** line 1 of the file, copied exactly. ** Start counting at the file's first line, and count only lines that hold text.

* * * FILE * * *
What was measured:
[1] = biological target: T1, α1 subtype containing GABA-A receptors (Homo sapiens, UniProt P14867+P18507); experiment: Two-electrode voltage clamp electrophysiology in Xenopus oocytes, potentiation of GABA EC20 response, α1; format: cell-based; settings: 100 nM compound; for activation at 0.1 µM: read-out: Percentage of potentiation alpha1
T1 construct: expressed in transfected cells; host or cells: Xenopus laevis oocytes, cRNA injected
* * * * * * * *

What was measured: